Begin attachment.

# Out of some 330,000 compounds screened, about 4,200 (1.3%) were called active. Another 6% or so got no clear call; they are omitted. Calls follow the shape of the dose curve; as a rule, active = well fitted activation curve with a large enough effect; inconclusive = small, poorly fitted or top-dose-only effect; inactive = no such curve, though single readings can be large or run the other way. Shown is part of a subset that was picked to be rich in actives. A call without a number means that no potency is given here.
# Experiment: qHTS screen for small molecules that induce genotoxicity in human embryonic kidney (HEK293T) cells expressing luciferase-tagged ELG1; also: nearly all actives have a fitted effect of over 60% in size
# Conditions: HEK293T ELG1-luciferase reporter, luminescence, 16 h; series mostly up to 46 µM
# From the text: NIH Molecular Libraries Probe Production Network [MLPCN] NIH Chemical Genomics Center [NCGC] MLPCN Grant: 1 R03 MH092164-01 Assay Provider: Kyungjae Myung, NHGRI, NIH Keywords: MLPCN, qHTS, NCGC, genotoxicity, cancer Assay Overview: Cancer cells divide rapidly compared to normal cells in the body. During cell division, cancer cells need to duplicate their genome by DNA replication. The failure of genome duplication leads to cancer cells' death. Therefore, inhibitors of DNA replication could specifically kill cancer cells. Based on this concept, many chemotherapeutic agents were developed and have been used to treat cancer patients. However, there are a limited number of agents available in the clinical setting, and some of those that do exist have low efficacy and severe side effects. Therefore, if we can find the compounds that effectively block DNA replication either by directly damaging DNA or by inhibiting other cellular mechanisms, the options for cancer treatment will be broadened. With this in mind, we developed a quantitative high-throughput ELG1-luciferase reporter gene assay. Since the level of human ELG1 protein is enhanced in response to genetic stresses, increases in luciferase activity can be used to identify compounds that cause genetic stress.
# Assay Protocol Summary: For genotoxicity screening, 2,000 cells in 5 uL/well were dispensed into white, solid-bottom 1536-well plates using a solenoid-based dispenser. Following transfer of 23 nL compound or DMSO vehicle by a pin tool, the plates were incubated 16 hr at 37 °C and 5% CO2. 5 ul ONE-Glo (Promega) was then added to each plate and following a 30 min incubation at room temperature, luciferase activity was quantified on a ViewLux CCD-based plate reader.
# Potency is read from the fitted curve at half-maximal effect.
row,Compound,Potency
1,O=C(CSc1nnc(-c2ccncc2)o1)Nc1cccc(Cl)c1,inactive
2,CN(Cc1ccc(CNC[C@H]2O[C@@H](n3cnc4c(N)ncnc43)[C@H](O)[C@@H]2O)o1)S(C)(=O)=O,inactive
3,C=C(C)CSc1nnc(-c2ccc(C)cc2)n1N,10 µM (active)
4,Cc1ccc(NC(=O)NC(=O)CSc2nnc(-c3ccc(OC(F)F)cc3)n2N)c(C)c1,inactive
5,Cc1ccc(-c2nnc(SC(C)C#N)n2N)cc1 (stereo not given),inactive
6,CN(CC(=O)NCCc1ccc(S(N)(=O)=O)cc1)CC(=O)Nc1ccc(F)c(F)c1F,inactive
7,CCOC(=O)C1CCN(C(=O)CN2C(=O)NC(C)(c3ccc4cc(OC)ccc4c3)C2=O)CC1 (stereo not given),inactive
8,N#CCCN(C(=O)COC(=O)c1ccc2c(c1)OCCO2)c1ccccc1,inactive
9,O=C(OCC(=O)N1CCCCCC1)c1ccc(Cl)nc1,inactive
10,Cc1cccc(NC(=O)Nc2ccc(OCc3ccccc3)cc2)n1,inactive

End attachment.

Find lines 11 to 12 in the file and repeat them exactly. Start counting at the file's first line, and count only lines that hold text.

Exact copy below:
4,Cc1ccc(NC(=O)NC(=O)CSc2nnc(-c3ccc(OC(F)F)cc3)n2N)c(C)c1,inactive
5,Cc1ccc(-c2nnc(SC(C)C#N)n2N)cc1 (stereo not given),inactive